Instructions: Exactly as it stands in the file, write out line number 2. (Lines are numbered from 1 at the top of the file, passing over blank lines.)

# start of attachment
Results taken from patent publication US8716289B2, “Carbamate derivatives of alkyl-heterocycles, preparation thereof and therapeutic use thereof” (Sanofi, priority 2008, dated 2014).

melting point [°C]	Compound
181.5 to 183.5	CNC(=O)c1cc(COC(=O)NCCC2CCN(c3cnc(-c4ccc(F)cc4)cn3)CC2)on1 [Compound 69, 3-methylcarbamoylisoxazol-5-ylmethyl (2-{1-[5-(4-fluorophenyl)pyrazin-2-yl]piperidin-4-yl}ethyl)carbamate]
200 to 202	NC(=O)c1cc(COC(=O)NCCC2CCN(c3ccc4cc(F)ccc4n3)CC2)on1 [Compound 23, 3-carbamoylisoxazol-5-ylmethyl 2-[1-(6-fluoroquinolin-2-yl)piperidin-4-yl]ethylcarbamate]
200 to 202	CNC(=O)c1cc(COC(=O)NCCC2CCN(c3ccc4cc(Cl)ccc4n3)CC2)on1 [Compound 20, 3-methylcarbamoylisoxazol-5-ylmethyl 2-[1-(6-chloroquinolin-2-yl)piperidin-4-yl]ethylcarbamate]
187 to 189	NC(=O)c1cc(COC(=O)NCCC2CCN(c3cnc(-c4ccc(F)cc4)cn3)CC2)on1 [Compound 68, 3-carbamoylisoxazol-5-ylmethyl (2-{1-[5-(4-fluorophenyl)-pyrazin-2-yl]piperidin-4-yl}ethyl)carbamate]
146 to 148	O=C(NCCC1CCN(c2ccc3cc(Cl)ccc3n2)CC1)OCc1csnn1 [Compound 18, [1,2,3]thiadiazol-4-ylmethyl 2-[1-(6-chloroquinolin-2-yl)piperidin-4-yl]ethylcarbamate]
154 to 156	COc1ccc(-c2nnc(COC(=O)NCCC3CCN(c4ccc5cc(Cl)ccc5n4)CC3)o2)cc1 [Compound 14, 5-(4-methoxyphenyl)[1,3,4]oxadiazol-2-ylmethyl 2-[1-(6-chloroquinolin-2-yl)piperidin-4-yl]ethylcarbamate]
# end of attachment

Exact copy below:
melting point [°C]	Compound